Back in Brabant (The Netherlands)

An hour or two after we board our flight in Krakow we are back in Holland. It’s still strange to me that you can change countries so easily. In Australia you can be in the same country after a five hour flight but here in Europe counties and cultures change much more quickly.

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Our first stop is Roll-On Mobility because my Duet wheelchair bike is ready for me. The guys have done an amazing job building my ride. They’ve installed an 8-speed rear cassette with larger teeth than the base model comes with because they recognise that Australia isn’t flat like Holland is. They have also programmed the e-system to have a downhill assist where the e-system slows the bike to save me burning my brakes out. And the bike also has a rear pedal brake to assist with downhills so that I don’t have to rely on the brake that operates only on the front wheelchair. The hand brake works well in relatively flat terrain but downhills are another story. They have also installed extra connectors in the e-system cabling so that if something fails I can replace components without having to rewire the whole system. Then there’s all the extra touches like showing me how to remove the wheels (it’s not quick release), throwing in spare brake cables and a few of the tools I need to remove the wheels, making sure I had original documentation for the Heinzman system to make import into Australia easier and, importantly, they are packaging the bike for me so that it will meet the check baggage requirements of Etihad for my flight home (the excess baggage will only cost me $US140 and I can then control my bike’s import into Australia at customs in Sydney – hopefully that’s just a matter of showing the documents and paying the relevant import duty).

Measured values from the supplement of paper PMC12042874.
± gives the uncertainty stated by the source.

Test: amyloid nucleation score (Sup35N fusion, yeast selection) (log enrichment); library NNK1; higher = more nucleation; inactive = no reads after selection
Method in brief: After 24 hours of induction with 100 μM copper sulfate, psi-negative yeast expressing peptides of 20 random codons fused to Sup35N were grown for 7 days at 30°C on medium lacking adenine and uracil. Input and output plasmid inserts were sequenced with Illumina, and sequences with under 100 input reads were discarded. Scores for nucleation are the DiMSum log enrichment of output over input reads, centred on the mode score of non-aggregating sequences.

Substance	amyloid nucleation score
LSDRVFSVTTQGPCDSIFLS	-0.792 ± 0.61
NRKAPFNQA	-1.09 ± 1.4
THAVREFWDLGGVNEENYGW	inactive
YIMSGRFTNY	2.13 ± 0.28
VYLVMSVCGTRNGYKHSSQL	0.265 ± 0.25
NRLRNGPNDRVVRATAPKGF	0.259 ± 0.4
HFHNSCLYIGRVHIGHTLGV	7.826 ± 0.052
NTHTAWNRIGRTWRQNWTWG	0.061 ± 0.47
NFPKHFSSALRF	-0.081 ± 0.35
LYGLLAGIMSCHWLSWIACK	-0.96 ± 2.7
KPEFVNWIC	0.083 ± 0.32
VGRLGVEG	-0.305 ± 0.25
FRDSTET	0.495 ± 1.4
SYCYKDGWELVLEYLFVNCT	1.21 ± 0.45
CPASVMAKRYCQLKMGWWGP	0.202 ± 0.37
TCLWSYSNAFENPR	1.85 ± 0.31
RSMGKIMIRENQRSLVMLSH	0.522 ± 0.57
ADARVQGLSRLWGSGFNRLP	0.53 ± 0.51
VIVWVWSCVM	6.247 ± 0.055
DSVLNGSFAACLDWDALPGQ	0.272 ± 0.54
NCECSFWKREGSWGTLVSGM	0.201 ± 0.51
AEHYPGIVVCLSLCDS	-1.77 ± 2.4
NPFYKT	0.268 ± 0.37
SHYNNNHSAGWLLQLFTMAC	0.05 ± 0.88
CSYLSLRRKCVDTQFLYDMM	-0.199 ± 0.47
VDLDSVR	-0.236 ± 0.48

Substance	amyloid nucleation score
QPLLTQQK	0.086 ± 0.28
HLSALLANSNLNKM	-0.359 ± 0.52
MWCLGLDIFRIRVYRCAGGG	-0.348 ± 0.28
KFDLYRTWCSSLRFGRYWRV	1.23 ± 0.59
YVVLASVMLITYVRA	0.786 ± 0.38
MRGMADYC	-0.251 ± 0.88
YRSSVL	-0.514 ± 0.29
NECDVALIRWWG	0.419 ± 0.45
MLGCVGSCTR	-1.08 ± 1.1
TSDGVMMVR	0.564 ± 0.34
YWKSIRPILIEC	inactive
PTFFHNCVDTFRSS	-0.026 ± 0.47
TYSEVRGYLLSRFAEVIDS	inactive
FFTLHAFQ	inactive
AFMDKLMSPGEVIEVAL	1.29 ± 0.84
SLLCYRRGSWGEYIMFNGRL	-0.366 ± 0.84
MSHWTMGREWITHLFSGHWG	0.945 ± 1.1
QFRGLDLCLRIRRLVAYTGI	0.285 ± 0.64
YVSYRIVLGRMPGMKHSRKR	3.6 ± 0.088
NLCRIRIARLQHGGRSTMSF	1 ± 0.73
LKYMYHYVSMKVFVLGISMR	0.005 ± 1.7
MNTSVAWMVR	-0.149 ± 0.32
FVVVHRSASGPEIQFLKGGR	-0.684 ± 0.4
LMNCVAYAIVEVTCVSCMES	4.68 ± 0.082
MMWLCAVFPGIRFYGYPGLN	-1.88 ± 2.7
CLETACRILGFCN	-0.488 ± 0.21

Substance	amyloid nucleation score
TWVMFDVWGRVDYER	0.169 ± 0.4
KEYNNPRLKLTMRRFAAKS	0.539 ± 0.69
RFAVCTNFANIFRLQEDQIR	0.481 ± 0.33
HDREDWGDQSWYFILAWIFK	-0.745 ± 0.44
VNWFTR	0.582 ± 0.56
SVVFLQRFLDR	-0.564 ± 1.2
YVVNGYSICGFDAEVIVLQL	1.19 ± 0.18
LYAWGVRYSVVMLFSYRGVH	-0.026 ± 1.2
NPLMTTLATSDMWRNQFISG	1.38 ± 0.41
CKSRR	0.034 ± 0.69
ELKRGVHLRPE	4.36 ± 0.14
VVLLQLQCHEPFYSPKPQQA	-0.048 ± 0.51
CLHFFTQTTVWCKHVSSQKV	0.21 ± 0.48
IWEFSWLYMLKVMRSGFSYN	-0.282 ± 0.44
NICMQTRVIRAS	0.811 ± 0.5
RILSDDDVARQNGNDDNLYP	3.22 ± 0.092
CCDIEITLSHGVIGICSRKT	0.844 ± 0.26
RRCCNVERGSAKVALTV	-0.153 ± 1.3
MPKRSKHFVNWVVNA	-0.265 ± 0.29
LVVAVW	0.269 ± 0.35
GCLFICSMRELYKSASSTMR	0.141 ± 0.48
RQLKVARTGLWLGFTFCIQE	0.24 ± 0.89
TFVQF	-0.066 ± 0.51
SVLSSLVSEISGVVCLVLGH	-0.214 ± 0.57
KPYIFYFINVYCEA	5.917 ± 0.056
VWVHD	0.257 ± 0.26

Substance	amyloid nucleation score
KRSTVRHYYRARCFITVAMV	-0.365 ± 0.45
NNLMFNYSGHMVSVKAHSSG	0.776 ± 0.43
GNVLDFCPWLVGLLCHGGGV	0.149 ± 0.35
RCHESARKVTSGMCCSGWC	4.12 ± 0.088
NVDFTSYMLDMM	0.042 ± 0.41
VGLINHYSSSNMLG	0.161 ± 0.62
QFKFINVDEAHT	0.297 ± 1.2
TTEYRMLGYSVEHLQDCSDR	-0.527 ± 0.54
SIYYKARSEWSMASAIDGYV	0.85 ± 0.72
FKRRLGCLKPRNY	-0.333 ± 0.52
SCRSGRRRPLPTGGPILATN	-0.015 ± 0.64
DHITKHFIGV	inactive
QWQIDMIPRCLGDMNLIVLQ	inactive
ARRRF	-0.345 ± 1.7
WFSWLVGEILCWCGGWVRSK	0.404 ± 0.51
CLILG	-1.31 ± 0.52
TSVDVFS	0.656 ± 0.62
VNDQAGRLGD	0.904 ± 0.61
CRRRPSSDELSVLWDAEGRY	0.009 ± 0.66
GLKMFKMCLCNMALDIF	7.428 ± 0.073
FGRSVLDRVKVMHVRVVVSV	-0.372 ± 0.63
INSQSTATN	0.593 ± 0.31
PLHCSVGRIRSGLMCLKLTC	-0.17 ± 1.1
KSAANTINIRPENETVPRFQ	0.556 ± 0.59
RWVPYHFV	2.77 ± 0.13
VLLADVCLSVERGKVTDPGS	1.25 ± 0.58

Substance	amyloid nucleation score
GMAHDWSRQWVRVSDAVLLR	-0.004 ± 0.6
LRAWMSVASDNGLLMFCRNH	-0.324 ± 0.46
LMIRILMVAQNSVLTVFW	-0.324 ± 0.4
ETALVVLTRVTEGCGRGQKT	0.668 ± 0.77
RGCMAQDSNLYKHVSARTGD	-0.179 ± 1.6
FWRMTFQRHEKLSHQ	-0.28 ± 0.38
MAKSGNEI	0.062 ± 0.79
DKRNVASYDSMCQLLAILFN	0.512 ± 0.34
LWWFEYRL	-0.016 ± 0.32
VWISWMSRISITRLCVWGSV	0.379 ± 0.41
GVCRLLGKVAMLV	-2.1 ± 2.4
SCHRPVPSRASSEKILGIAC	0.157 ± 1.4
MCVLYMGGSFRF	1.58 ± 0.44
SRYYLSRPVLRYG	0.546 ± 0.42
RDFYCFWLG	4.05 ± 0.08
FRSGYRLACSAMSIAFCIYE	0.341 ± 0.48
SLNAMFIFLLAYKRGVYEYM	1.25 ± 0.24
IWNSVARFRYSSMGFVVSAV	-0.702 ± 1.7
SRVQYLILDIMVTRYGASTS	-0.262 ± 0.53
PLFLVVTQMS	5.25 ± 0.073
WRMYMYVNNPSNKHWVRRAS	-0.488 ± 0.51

How does the bike ride? It’s magic both as a the rider and passenger. It rolls smoothly and the extra cogs on the rear sprocket will save me relying on the e-system except for uphills. As a passenger it feels like you are riding. The seat is comfortable and stable. But most importantly, you can feel the wind in your face.

We return to my uncle and aunt’s house nearby. My uncle has been a total champion helping me with the bike. He negotiated most of the extras, waited patiently for hours at the shop while we organised everything and picked us up from the airport. We had a hotel booked in Delft but it will be too late to get there by the time we’ve made arrangements at the mobility shop so we stay with my uncle and aunt. The night passes jovially with dinner and talking.

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